Drug Take-Back Day sheds light on RX drug abuse

Posted at 5:54 PM, Sep 25, 2015
and last updated 2015-09-25 18:54:10-04

Megan McKamy was in her 20s when she went to the doctor to get a prescription to help with her anxiety. She says she does not know at what point she became addicted to prescription medications.

"I found a solution to my discomfort which was anxiety initially, and then what I did was, I didn't really develop coping skills to deal with the feelings of discomfort that I had," said McKamy. “The thing that's so baffling about it is that it happens so slowly and so kind of sneakily that I didn't even realize I was happening."

The addiction usually starts with getting prescribed a drug, like in McKamy's case, then grows. According to the National Institute on Drug Abuse, in 2011, 52 million people over the age of 12 admitted to using  prescription drugs for non-medical reasons. The No. 1 way teens get the drugs: right out of their parents' medicine cabinet.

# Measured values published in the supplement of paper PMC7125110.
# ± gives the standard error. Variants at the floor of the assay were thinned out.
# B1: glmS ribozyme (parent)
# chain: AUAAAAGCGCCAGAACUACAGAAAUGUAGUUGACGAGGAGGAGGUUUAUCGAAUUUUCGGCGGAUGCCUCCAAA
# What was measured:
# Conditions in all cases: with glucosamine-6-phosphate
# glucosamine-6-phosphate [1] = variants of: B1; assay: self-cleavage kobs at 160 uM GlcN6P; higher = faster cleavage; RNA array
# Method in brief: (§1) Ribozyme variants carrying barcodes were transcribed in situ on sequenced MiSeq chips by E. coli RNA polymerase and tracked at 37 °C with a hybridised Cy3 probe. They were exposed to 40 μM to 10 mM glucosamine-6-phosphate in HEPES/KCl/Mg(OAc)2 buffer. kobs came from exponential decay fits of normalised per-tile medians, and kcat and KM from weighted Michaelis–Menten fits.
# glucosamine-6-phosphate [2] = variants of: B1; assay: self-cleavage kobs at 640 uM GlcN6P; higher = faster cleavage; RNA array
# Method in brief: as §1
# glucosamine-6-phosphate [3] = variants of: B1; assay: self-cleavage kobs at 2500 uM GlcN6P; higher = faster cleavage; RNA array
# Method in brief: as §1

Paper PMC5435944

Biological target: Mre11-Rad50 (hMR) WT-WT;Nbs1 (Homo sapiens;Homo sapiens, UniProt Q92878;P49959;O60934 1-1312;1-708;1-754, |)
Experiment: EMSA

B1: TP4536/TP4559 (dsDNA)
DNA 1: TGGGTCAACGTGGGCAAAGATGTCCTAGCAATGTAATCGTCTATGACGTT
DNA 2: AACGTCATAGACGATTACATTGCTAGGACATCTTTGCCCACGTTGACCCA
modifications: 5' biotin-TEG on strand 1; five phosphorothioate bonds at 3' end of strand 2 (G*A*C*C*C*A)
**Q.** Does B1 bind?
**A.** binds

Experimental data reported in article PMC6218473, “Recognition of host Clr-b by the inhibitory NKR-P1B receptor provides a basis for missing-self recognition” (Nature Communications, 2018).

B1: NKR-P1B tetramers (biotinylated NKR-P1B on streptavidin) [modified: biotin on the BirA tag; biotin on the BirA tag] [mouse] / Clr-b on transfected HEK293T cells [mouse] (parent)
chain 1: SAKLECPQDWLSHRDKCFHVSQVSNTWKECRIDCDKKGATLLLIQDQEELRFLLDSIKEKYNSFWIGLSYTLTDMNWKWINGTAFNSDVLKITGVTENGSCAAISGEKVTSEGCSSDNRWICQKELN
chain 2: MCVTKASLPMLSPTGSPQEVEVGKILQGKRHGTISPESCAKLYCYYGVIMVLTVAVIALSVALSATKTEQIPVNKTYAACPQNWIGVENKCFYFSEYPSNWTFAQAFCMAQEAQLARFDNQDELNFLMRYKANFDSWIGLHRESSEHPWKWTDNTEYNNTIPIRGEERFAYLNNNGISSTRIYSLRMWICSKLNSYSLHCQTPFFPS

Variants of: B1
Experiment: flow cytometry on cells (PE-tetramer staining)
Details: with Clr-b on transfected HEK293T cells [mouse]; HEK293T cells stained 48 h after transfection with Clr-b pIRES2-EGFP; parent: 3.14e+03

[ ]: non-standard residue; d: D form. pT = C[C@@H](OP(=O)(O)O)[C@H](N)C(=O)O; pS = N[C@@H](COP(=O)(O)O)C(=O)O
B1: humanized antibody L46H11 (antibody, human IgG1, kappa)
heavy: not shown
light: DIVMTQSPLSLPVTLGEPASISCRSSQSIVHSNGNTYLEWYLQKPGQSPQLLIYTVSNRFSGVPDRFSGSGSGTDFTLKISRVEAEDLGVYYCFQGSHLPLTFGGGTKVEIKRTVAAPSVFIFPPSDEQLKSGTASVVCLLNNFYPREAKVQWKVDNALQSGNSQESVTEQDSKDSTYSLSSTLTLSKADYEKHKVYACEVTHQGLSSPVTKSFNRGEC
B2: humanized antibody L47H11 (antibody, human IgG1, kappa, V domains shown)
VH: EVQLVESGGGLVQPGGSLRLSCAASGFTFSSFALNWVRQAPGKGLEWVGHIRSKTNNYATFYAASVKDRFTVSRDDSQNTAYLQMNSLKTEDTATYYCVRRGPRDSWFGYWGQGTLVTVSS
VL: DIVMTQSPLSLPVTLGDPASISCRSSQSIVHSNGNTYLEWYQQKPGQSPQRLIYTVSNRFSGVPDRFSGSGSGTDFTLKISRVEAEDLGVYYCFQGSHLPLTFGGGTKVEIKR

"Prescription drug abuse has overtaken other kinds of illicit drug abuse; it's really becoming the highest rate of abuse of any drugs for starters," said CEO of First Call Molly O’Neill.

In 2013, Missouri ranked seventh in the nation for deaths due to a drug overdose. Kansas did much better, ranking eighth-to-last place for overall drug overdoses.

On Saturday throughout the country, drug take-back locations will be up in full swing. The goal is to get as many prescription drugs out of reach as possible. Click here to see the locations and learn more.

As for McKamy, she now works has a recovery advocate.

“I feel free, I hold my head up and I feel  free," said McKamy


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